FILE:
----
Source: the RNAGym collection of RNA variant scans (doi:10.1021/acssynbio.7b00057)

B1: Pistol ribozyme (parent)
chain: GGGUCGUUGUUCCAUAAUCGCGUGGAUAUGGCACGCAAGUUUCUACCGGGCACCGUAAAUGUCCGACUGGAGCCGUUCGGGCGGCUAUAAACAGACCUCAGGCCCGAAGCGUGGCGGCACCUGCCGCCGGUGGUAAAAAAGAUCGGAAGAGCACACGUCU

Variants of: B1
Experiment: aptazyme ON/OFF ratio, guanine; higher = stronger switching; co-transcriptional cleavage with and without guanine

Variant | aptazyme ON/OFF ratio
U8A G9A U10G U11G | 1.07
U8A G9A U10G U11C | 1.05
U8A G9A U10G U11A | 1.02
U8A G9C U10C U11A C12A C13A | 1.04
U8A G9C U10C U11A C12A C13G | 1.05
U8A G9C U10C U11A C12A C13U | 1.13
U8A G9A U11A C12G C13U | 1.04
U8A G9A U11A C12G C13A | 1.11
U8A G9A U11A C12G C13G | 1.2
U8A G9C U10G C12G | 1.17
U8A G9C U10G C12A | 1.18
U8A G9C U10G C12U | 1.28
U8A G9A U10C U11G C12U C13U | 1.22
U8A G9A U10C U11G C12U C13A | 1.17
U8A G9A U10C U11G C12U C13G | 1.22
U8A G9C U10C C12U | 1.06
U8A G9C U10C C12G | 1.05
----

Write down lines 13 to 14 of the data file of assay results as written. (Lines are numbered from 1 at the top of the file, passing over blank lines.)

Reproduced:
U8A G9A U11A C12G C13U | 1.04
U8A G9A U11A C12G C13A | 1.11